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With numerous types of doctoral degrees, from medicine to veterinary to law degrees, addressing a doctor can prove tricky. This is the case with juris doctors. Fortunately, there are hard-and-fast ways to address such doctors
While most juris doctors don't commonly place a "Dr." in front of their titles, having received their doctor of law degrees, these professionals are officially free to claim the title. In day-to-day usage, however, most usages of the salutation are reserved for medical/veterinary doctors and professors.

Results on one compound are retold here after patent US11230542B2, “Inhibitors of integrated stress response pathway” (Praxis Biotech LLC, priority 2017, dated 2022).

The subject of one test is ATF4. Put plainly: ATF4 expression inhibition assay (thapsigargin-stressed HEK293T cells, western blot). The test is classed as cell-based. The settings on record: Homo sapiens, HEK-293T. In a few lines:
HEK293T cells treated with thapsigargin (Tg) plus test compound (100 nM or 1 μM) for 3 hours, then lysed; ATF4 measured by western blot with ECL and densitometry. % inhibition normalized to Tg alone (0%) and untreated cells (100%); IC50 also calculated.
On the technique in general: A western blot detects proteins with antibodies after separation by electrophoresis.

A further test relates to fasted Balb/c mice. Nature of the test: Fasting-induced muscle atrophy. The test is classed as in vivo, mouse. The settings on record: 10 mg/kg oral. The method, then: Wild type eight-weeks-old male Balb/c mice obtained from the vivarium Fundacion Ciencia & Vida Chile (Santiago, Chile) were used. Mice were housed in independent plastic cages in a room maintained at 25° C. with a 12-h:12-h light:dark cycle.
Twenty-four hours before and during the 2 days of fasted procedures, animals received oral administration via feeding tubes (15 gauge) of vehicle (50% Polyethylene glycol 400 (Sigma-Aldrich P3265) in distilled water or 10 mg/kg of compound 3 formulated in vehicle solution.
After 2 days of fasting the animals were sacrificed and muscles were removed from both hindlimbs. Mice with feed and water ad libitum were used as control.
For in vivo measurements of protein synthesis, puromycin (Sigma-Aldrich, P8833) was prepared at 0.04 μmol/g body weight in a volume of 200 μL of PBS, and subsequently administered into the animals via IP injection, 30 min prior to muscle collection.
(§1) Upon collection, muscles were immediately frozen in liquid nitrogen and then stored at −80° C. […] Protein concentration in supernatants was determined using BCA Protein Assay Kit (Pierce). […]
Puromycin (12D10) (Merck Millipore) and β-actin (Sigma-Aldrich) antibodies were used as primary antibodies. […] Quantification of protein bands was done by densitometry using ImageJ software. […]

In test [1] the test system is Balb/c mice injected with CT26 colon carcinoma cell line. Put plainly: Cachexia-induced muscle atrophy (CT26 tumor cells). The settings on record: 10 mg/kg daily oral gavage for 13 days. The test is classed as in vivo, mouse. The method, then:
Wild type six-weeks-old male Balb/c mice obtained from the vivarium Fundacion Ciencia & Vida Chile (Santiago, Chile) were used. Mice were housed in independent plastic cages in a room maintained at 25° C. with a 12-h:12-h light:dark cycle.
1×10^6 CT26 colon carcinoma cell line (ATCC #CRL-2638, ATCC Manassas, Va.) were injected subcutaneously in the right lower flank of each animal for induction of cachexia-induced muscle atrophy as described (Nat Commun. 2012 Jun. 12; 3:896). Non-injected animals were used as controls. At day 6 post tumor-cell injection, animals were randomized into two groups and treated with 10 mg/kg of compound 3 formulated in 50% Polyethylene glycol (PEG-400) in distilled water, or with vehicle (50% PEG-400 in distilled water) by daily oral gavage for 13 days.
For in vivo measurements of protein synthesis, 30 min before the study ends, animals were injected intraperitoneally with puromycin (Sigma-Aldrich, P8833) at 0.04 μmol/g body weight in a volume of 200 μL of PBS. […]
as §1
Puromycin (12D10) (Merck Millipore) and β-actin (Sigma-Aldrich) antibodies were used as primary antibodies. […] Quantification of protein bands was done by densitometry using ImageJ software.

Typically, unless befitted with another type of doctoral degree (whether medical or of the Ph.D variety), most juris doctors simply go by their gender-specific title.
Esq., Attn., Coun.
These three terms--which stand for Esquire, Attorney, and Counselor, respectively--can be used ONLY if a juris doctor has also passed the bar exam. That is because these terms are exclusive to those lawyers who have passed the bar exam, not just anyone with a law degree. Once having passed the bar, it's not uncommon for attorneys to end their name with a comma, followed by the Esq. or Attn. title.